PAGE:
This recommendation is based on domain controllers (Global Catalog servers) not used by other applications and services, so remember to account for current domain controller (Global Catalog servers) utilization.

Magically Calculating the Exchange Server Role Requirements

Granted we often engage on Exchange migration or upgrade projects that run under a tight deadline set by the respective project manager. So instead of asking the perf guy and spending evenings and nights deep diving into the TechNet web, what can we do to march forward in a pace that matches the expectations of the project manager´s set deadlines? Say hello to the Exchange Server Role Requirements Calculator. The Exchange calculator was originally released back in the Exchange 2007 days (original announcement blog post can be found here) in order to assist customers in designing their storage layout for Exchange 2007. Back then the calculator focused on driving the storage requirements (I/O performance and capacity) and what the optimal LUN layout should be based on a set of input factors.

However, the calculator has evolved with each Exchange Server version released since then. Nowadays it’s much more than a simple storage requirement (I/O performance and capacity) calculator. Today, the calculator takes everything related to the Exchange servers into account and really is a piece of art.

I will not go into details on how it works here as it contains help notes and is pretty easy to understand once you have played around with for a while.

You can download the latest version here and find the latest blog post describing it here.

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The input section of the Exchange Server Role Requirements Calculator

Exchange Client Bandwidth Requirements

One thing the Exchange Server Role Requirements Calculator doesn’t account for is the requirements revolving around clients connecting to the Exchange server solution. For a long time, we had to do rough calculations, but back in 2012, the Exchange Client Network Bandwidth Calculator was announced and just like the Exchange Server Role Requirements Calculator, the Exchange Client Network Bandwidth Calculator has evolved over time. The calculator can help us predict the client network bandwidth requirements for a specific set of users. The prediction algorithms used within this calculator are entirely new and have been derived after significant testing and observation.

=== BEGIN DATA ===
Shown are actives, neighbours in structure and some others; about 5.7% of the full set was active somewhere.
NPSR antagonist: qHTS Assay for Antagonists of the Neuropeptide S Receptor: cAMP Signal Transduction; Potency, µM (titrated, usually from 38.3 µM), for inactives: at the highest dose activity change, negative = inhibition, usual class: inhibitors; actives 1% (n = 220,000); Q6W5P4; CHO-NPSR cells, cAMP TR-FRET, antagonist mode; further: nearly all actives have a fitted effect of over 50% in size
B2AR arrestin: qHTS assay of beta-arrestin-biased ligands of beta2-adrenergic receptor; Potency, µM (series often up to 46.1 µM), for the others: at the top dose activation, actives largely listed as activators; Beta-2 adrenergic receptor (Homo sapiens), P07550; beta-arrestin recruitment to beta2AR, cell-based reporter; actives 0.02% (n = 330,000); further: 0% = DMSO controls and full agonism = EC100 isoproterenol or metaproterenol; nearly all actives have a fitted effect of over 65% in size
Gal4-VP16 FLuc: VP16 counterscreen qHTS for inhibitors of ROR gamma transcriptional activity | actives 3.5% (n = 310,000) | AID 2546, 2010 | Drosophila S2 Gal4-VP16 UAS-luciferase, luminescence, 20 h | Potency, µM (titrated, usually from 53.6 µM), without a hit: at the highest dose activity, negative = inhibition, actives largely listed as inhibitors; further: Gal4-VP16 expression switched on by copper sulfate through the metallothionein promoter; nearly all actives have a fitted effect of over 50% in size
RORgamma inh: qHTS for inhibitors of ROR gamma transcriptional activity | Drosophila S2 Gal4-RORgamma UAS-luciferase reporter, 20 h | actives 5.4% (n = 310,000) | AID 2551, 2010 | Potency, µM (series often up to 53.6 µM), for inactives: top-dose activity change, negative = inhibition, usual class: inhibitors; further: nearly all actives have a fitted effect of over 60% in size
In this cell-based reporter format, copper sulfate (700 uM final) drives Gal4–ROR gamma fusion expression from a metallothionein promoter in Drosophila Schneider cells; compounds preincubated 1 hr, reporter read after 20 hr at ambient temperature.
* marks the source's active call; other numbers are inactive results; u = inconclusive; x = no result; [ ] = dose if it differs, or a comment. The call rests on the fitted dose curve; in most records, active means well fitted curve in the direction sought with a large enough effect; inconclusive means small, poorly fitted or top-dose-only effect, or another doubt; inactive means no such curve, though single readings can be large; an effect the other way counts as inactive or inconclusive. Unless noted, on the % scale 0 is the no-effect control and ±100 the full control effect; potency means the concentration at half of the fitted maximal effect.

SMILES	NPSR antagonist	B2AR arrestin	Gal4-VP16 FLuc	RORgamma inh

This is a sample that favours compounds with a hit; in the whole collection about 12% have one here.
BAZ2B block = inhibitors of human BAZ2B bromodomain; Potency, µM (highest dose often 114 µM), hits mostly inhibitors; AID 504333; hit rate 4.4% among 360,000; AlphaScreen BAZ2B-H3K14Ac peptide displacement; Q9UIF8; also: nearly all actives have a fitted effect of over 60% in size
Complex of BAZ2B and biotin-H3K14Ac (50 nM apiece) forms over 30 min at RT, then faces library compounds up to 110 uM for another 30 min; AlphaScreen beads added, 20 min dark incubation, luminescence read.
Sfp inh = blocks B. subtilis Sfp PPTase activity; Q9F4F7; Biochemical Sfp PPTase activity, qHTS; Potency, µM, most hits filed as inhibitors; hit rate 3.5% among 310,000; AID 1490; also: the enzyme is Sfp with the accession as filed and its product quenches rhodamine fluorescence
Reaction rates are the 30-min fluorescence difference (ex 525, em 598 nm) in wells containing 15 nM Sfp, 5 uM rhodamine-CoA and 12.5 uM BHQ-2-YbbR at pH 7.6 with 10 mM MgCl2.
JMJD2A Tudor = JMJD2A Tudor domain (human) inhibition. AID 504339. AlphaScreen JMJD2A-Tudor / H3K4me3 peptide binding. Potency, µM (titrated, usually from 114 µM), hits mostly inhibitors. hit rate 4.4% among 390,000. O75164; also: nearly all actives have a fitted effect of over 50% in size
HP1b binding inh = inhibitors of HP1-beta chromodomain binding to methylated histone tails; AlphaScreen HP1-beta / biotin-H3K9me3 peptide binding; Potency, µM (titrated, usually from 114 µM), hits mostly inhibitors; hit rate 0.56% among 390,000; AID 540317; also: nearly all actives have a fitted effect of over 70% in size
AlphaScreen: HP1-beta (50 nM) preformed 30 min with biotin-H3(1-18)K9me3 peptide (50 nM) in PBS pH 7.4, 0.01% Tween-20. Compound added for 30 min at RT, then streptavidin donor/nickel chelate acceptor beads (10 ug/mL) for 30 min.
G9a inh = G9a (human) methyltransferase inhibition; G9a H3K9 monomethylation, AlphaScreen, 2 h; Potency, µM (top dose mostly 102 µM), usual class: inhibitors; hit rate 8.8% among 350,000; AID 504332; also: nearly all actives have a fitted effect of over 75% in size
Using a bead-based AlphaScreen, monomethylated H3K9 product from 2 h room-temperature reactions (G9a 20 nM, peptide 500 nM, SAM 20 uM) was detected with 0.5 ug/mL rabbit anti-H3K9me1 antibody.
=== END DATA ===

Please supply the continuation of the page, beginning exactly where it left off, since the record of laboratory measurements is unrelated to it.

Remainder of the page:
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The input section of the Exchange Client Network Bandwidth Calculator

You can find a session on Channel9 here that covers the updated version.

Client Access Server Hotfix

To finish this article, I wanted to let you know of a critical hotfix you need to apply on your Exchange 2010 Client Access servers when upgrading to Exchange Server 2016 (or 2013). Nothing worse than identifying these things too late.

In a coexistence scenario, where the client access namespaces has been switched to the Exchange 2013 or 2016 servers (or more specifically the respective virtual services on the load balancer), while mailboxes are still located on the legacy Exchange 2007 or 2010 servers, it is crucial that the Exchange 2013 or Exchange 2016 servers can connect to the legacy client access servers.

An issue has been identified where Outlook Anywhere clients are prompted continually for their credentials. Additionally, their Outlook clients may remain in a disconnected state.

To fix this issue you should ensure the hotfix mentioned in this Microsoft KB article is installed on the legacy Exchange client access servers.

This concludes part 3 was the last in this multi-part article series. Hope you enjoyed it and find some of the stuff useful for your current or next Exchange Server 2016 deployment.

If you would like to read the other parts in this article series please go to:

See Also


The Author — Henrik Walther

Henrik Walther avatar

Henrik Walther is a respected writer with special focus on Microsoft Exchange and Office 365 solutions. He works as a Principal Architect/Consultant on engagements of all sizes and complexity and have close to two decades of experience in the IT business.